“Software projects are no different from other projects”.
This statement is being repeated over and over at project management courses and seminars, even endorsed in books.
It’s true that software (and ERP implementation, as a subset of software) projects have many traits in common with projects in other disciplines. But ignoring their specifics is almost as wrong as saying that software projects are completely different than other projects.
(A short, almost pointless rant about PMBOK vs. Sure Step nonsense)
Once, while preparing an important RFP response, a partner told me they don’t use Sure Step because they use PMI methodology. This made my toenails curl up—when people tell me they are using PMI methodology, they in fact tell me they are using no methodology at all. It’s simple:
Another time a partner told me they preferred PMBOK to Sure Step. Now, while this was a better argument, it was still very much wrong. As if they told me they don’t wear shoes, because they wear footwear.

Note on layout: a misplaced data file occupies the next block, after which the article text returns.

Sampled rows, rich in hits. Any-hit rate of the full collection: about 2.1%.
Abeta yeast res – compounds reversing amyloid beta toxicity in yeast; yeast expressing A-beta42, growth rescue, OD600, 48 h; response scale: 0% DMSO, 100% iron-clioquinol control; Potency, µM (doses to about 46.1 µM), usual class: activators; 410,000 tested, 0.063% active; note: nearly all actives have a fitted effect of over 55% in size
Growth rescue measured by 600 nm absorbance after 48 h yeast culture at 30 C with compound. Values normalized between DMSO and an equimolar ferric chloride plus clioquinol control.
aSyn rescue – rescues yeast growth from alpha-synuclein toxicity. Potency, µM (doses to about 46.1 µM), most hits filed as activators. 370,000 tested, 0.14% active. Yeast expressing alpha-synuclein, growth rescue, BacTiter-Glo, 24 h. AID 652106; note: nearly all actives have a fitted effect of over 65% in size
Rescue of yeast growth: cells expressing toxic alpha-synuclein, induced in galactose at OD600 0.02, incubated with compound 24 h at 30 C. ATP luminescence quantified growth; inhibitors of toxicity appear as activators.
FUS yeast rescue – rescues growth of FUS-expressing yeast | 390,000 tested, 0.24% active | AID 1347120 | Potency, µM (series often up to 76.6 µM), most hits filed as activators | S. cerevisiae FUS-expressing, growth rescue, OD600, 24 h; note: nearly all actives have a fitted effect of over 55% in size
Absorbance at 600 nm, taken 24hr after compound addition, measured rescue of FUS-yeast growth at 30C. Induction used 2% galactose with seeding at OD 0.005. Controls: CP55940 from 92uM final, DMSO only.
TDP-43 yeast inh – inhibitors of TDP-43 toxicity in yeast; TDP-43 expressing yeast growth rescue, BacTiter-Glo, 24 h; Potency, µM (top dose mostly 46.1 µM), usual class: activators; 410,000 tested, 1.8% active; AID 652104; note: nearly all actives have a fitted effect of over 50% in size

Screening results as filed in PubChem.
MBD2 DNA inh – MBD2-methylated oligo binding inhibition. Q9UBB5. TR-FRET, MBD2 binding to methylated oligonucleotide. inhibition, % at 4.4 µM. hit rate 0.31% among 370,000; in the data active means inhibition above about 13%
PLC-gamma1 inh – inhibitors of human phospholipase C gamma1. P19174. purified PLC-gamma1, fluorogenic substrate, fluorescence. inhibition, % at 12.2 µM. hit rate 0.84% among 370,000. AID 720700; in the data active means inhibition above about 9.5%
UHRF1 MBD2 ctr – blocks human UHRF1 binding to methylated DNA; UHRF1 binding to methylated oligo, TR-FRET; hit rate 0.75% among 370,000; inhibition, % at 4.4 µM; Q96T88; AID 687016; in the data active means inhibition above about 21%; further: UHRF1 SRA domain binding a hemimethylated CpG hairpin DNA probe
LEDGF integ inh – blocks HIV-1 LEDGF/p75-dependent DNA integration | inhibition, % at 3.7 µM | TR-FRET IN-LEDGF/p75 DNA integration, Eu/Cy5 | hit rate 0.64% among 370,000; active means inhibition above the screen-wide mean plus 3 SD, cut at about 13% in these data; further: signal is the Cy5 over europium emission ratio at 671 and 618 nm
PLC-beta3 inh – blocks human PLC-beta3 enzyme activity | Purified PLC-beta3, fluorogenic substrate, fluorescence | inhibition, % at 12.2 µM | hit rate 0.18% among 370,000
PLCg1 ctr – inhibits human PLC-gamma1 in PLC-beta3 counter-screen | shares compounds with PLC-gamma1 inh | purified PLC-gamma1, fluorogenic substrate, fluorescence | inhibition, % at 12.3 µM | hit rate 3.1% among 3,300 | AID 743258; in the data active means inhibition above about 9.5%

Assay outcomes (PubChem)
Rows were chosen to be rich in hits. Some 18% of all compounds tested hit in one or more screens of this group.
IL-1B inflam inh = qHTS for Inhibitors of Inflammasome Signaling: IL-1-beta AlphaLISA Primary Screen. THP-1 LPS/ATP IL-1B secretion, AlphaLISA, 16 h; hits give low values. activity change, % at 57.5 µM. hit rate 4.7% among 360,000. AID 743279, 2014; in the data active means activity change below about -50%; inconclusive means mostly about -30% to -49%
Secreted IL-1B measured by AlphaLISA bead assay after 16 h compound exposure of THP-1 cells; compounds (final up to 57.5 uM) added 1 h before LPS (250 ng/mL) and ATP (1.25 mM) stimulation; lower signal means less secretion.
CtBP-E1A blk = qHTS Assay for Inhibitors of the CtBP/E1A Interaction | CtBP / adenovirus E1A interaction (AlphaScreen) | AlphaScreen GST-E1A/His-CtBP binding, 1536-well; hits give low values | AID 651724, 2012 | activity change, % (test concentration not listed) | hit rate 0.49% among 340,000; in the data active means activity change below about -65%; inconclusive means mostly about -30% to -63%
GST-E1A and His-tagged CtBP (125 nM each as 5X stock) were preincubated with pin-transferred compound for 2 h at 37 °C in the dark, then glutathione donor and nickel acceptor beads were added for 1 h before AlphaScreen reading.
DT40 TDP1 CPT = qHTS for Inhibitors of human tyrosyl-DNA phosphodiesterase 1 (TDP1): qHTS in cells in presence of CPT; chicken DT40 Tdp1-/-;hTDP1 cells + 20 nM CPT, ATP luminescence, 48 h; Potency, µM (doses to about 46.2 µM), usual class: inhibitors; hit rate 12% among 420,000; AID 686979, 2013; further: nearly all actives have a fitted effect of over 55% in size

When I moved this blog to its new domain NavigateIntoSuccess.com I gave you a commitment I intend to observe: there will be a new post here every Monday and every Thursday. Today is Thursday, so let’s rock’n’roll.
One of many improvements the latest version of Microsoft Dynamics Sure Step methodology has brought along is the revised purpose of the Functional Requirements Document (FRD). This document has long served as cornerstone of every Analysis process of every implementation project: it was the main deliverable of the Analysis phase and it both documented customer’s requirements and explained how they will be met with Microsoft Dynamics NAV solution.
It’s doubly funny that the reader is using Dr. Wiegers to devalue and dismiss Sure Step: firstly, the article has really nothing to do with implementation methodologies at all, and secondly, when I delivered Sure Step training at WinDays pre-conf earlier this year, I gave to each attendant a copy of Karl E. Wiegers’s latest book “Practical Project Initiation”—at the time it was the best book available that matched both the message of my training and the point of Sure Step as a methodology.